The tower’s block-long public arcade between East 55th and 56th streets, which had been shuttered for several years, reopened last week double the size of its dismal enclosed predecessor and redesigned with imaginative landscaping.
The Snohetta-designed, half-acre open-air urban garden is situated beneath a 70-foot-tall glass canopy. Taking influences from the High Line or Little Island, this park features 48 trees, 200 shrubs, 6,300 bulb plants, “10,000 herbaceous understory plants,” three food booths, and several seating areas. The rectilinear proportions of the arcade are softened by sinuous curves and varying heights.
The 41-story building is occupied by businesses such as Chubb, Hermes, and Corsair Capital.
Last week, a New York Times article on problems in the office-tower industry referenced the Kastle Back-to-Work Barometer’s drastically inaccurate estimate of New York City office occupancy below 50%.
Bill Rudin’s response that his buildings were 65 percent occupied was included in the story. But it overlooked the bigger context, as we have reported: Kastle only registers entry swipes at facilities where it provides security services. Few of the greatest real estate empires that own or manage the majority of the top buildings are included in their sample. They are home to a disproportionate number of financial and law firms, which employ more people than other types of businesses.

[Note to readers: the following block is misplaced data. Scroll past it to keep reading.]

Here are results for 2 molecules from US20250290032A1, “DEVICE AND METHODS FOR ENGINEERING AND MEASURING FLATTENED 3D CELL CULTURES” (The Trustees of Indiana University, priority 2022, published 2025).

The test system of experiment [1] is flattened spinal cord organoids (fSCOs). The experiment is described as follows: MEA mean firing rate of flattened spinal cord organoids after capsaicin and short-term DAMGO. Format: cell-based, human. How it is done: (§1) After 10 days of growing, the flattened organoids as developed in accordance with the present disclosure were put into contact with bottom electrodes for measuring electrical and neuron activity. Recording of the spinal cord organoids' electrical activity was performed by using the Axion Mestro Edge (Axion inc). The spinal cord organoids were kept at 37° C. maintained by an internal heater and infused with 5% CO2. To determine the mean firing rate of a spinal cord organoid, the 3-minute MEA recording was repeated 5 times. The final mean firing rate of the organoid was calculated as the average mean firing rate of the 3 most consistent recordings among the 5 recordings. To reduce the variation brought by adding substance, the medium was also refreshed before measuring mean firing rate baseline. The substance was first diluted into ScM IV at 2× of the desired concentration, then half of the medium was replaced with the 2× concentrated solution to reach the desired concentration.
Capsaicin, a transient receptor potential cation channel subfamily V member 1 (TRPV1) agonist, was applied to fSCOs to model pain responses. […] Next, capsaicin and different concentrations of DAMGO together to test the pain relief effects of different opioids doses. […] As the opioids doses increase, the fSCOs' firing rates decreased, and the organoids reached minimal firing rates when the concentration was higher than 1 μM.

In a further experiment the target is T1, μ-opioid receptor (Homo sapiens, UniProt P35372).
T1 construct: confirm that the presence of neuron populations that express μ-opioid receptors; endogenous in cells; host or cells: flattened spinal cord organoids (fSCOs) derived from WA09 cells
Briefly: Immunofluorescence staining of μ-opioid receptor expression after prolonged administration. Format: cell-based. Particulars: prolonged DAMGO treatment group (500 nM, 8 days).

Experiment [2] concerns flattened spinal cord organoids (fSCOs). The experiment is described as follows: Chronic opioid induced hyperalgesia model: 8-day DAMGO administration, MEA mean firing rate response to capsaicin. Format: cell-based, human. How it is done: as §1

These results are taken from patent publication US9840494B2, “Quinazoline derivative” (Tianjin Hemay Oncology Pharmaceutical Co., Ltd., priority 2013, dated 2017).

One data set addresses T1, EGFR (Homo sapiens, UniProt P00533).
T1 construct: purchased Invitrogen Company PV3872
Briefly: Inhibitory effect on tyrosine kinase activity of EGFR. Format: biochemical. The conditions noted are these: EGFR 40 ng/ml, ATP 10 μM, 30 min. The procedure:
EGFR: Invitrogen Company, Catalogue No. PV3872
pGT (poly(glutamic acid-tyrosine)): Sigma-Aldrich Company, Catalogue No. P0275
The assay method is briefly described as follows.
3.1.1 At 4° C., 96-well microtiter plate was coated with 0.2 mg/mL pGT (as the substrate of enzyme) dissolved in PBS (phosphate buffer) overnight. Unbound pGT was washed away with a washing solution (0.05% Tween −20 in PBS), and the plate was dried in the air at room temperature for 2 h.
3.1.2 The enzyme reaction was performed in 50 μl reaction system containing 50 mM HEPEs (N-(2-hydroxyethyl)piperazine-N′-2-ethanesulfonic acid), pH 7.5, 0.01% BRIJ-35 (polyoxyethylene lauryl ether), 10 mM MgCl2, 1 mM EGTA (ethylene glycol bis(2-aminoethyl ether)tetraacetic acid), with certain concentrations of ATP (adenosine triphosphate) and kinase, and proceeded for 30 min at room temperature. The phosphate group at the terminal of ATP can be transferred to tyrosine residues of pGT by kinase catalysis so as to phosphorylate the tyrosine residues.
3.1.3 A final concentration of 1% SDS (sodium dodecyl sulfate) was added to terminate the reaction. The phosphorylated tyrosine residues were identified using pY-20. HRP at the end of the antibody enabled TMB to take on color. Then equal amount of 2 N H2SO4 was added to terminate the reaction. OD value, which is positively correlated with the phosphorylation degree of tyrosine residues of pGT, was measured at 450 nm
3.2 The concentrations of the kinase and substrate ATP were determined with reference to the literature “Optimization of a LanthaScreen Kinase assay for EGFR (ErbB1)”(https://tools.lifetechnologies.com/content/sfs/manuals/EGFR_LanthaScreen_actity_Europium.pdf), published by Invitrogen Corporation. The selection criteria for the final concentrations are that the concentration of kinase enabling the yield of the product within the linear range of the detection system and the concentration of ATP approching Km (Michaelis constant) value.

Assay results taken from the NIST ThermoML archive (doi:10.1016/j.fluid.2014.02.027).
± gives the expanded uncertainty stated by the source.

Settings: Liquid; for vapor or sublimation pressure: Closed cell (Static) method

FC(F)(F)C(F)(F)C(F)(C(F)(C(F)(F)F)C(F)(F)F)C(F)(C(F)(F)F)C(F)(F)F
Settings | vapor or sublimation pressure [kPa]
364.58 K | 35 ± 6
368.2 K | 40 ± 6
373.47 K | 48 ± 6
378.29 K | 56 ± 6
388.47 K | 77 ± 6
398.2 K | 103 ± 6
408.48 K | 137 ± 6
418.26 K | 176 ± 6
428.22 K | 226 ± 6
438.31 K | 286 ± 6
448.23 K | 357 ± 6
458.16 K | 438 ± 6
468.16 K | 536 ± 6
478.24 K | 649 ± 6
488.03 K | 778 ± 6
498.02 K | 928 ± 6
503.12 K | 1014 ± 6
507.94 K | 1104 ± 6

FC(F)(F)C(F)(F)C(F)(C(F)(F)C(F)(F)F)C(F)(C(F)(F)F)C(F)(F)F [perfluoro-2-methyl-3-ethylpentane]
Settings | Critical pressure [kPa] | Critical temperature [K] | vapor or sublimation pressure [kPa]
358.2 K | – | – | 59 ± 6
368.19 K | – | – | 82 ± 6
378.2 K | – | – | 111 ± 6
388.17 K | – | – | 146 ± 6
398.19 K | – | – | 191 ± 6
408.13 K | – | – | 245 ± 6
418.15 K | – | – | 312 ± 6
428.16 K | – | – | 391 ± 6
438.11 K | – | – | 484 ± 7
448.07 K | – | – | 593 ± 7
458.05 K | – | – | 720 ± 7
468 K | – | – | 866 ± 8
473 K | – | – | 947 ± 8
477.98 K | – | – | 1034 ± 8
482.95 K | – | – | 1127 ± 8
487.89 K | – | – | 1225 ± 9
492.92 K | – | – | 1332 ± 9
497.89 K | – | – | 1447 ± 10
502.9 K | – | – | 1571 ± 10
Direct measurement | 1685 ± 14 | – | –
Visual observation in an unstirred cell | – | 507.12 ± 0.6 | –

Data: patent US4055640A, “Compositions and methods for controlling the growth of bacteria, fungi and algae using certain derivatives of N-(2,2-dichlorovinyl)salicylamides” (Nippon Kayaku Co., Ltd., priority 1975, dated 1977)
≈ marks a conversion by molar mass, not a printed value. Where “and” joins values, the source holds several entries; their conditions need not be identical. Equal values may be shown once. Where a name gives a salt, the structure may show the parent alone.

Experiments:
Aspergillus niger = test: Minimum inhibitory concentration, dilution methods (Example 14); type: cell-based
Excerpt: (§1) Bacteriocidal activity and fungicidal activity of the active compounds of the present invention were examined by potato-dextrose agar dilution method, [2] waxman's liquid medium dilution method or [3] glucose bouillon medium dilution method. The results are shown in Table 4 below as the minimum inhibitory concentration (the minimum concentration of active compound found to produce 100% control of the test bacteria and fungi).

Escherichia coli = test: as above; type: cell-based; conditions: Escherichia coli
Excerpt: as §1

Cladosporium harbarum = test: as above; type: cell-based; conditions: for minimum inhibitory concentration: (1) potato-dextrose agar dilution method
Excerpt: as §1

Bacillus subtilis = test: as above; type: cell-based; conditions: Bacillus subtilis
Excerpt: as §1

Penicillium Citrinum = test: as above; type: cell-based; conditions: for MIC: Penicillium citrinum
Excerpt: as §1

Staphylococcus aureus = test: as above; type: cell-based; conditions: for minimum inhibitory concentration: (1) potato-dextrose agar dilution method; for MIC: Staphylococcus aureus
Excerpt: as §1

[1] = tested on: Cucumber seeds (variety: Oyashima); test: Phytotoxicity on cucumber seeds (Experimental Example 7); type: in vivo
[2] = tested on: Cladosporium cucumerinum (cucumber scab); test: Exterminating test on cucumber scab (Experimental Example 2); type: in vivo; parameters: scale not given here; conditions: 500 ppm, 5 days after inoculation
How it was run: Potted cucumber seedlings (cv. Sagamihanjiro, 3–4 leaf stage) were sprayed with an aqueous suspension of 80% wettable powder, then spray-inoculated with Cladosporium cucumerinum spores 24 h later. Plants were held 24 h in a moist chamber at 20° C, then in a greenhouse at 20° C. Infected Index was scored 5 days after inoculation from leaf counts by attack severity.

Kastle does not conduct headcounts at properties owned by SL Green, Vornado, Boston Properties, Brookfield, Rockefeller Group, Related Companies, Tishman Speyer, Silverstein Properties, or Rudin Management; nor at bank-owned headquarters towers such as JP Morgan Chase’s 383 Madison Avenue; nor at One World Trade Center, One Vanderbilt, or the Empire State Building.
Why do the media continue to regard Kastle’s statistics as gospel when their poll has so many glaring flaws?